10Reading 34-1iards were reluctant colonists: Fewer than half a million of them emigrated to the Caribbean or to mainland America in the 1st century after Columbus, and fewer still wanted to remain there, so that the government had to use land grants to persuade some of them to settle permanently. It was the ambition of every Spaniard to make enough money to become a Don and buy an estate back home in Spain. Some of them, for example the followers of Cortes and Pizarro, did this in a very few years. Only a small number of men were involved: 600 with Cortes, 180 with Pizarro; there was enough Inca or Aztec treasure for all. But in the West Indies there was no comparable treasure. The new owners found that they either had to work themselves, a fate they had crossed the Atlantic to avoid, or find someone else to work for them. However, those few indig-enous natives who had not been destroyed by the settlers were hiding, shy and frightened, in the mountains, or actually eating the Spaniards (2 landowners were eaten by Caribs in Hispaniola—modern Haiti and the Dominican Republic—in the 1520s).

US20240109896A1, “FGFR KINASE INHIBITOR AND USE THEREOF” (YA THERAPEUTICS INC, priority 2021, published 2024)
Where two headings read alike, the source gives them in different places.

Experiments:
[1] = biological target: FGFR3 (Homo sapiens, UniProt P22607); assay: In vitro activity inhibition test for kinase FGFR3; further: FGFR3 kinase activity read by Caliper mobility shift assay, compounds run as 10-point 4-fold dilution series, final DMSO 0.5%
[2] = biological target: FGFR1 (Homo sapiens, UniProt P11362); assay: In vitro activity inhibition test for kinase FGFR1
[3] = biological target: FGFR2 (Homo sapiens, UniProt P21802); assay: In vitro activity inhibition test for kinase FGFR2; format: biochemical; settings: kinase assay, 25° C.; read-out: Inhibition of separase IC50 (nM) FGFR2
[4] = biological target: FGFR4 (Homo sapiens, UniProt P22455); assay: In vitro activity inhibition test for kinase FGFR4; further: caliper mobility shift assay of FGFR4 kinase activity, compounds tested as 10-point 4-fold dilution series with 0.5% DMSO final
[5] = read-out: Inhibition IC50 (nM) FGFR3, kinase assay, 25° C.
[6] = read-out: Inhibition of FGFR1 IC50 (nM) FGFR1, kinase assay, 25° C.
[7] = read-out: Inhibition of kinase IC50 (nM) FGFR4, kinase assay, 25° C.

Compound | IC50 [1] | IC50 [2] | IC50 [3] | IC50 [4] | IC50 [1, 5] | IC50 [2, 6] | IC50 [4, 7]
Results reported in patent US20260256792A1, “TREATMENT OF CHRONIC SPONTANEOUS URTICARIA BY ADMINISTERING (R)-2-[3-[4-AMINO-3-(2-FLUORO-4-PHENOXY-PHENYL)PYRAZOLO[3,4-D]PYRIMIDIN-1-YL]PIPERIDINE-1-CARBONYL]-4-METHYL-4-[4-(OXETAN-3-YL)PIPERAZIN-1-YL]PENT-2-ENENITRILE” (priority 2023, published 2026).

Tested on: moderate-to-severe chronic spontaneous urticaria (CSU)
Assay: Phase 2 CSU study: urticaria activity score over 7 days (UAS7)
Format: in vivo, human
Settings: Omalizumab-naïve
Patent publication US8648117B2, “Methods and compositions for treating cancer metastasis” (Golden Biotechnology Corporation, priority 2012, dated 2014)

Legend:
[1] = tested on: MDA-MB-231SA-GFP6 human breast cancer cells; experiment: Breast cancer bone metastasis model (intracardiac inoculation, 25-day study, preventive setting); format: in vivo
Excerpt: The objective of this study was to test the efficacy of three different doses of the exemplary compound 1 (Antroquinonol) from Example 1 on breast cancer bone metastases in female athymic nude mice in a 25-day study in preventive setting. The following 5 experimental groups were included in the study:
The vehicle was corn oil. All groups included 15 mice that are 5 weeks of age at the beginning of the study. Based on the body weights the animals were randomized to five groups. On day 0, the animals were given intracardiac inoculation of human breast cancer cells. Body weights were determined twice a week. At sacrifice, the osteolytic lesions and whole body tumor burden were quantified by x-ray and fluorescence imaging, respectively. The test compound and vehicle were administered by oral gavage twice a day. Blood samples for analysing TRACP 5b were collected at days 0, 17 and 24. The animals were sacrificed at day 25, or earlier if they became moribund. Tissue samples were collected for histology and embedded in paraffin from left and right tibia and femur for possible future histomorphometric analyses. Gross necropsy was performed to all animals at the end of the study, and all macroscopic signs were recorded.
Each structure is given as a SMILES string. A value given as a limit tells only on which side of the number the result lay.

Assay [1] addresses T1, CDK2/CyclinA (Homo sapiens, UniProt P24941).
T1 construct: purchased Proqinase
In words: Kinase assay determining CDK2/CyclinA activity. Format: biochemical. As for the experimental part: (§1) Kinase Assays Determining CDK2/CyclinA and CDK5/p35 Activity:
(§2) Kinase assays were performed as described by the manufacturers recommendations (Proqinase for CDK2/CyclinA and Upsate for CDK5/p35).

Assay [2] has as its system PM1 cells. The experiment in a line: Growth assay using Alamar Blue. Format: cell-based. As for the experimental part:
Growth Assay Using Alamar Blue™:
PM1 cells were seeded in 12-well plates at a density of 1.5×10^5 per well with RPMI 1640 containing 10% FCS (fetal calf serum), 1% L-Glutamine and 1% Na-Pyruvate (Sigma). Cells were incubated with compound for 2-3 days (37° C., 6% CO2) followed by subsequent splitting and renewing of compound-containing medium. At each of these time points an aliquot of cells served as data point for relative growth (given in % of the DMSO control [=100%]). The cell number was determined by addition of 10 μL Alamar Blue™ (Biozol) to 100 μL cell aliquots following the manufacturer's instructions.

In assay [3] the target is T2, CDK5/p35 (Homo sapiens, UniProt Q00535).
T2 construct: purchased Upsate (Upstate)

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Las Casas, native Amerindian Caribs, native Amerindian Arawaks